- Just got done with the Akatani Cycling Road in Shibata, Niigata Prefecture, Japan. Highly recommended. It has different sections. In town it begins near the train station (I'm still not sure the origin point--but it wasn't too hard to find. I poked around until I crossed it's route) The basic rule is just find route 14-it runs along the side. In town it's a wide (5 meters?) partially shady paved path through one of the pretty parts of town. People walk here, children ride their bicycles, there are a few park widgets to get your blood moving. It goes from houses to houses with gardens to farms on one side. A mile or so out it runs through the rice fields, a bamboo grove--little shade. I saw bicyclists, power walkers and some runners. Farther out of town it begins to climb into the mountains, where there's more shade, and it gets cool--even on a hot 30° C day in town. Most of my day was spend in shade in cool mountain air. The route climbs gradually-it's an old railway-- over 20 kilometers, about 300 meters. I was on an old school single speed bicycle. In the mountains the route is on the shoulder of route 14, but cars are few and slow. There are old train covered snow and avalanche sheds--open on one side, that have one-way traffic taking turns with signals. Near the top of the route is the Kajikawachisui Dam. I had to walk the bike up some of the grade, but it wasn't too hard. At this grade on the way down I saw and photographed a band of macaques (aka Japanese Snow Monkeys), friendly and curious they were as interested in me as I was of them. At the dam about 20 km in are terrific views of the reservoir lake. Through the whole section near and in the mountains is the river and many water falls along the side. A little farther past the dam is a rest room and a locked gate. The road continues, but the sign says, no cars or bicycles. I lifted the bike over the gate and continued riding up the road. Several mountain bikers passed by going down. I continued several more kilometers until I got to a bridge that had about 6 inches of water. I decided to skip getting my feet wet and turned around. I was about four hours in. A geared bicycle would've made it easier, and a mountain bike wasn't needed until after the locked gate. Because I went much farther, I climbed about 1600 feet total ( yes, my units are mixed! my GPS was still set on nautical miles, but I converted). The ride back was only two hours-it's downhill until you get to the rice paddies. There are bear warnings, but I've seen these just about everywhere in Japan. One wooden sign far above the gate looked like something had gnawed on the back about 5 feet off the ground... You can also drive route 14, which I did a couple of weeks ago, and see just about everything I saw today. Shibata is a nice town on the west coast of Japan, it's got a terrific castle, friendly people and everything around it is beautiful mountains, sea, small villages. Bring water and snacks. It's not recommended but if I needed to I'd have drank the water running out of the mountain.Written July 10, 2016This review is the subjective opinion of a Tripadvisor member and not of Tripadvisor LLC. Tripadvisor performs checks on reviews.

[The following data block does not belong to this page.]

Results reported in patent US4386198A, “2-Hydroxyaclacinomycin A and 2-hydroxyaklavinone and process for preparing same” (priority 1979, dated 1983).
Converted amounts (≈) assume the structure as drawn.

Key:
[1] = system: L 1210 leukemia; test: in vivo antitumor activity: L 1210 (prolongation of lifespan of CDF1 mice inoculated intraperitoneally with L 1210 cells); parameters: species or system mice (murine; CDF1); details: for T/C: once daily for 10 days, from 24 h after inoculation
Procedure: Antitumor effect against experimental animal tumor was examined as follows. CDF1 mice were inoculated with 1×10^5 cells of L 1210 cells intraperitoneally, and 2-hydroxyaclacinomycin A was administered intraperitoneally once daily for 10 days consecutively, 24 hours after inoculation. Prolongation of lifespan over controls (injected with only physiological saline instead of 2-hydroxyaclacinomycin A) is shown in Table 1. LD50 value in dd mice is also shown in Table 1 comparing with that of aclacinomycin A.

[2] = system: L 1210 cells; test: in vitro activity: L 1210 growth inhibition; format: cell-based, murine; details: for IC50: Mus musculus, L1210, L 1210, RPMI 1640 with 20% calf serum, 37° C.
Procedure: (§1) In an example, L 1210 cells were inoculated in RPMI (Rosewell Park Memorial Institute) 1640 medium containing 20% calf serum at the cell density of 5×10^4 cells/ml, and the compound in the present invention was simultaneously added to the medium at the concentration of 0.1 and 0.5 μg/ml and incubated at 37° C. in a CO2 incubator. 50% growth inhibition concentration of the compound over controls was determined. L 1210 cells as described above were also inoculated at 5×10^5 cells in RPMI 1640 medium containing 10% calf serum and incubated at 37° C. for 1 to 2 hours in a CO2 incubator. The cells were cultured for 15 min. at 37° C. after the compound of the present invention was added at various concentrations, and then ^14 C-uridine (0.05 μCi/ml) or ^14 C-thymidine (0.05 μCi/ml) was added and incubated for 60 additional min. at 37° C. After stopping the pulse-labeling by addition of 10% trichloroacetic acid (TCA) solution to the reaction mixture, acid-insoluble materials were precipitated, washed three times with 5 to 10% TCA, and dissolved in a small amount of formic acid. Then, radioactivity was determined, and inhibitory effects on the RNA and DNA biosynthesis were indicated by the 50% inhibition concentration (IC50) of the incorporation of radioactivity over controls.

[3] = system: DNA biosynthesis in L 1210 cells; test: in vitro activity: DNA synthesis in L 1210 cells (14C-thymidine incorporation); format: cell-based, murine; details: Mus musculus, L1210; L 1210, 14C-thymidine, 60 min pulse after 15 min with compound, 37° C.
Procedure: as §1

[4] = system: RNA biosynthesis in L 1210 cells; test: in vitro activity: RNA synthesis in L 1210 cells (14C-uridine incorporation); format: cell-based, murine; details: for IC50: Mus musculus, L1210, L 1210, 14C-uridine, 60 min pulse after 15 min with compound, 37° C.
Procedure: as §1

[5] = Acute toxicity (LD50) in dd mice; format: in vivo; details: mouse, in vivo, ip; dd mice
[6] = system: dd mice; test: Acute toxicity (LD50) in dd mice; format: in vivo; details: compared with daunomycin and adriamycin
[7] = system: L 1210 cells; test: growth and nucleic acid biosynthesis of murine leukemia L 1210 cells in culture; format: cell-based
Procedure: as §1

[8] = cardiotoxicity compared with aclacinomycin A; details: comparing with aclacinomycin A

- Beautiful small church in Japanese rural area. Even if it is closed when i visited there, It is recommended for visiting this placeWritten June 19, 2016This review is the subjective opinion of a Tripadvisor member and not of Tripadvisor LLC. Tripadvisor performs checks on reviews.
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Shibata Attractions Information
|Local Time||Sunday 12:35 AM|